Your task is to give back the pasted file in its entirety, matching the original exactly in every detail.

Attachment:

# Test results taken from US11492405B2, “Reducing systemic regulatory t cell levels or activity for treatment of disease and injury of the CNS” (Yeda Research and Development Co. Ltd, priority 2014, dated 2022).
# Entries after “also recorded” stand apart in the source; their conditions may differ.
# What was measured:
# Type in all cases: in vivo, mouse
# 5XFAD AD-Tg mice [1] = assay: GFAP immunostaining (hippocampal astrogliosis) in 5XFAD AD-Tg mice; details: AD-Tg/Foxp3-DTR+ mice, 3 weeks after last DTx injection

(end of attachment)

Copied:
# Test results taken from US11492405B2, “Reducing systemic regulatory t cell levels or activity for treatment of disease and injury of the CNS” (Yeda Research and Development Co. Ltd, priority 2014, dated 2022).
# Entries after “also recorded” stand apart in the source; their conditions may differ.
# What was measured:
# Type in all cases: in vivo, mouse
# 5XFAD AD-Tg mice [1] = assay: GFAP immunostaining (hippocampal astrogliosis) in 5XFAD AD-Tg mice; details: AD-Tg/Foxp3-DTR+ mice, 3 weeks after last DTx injection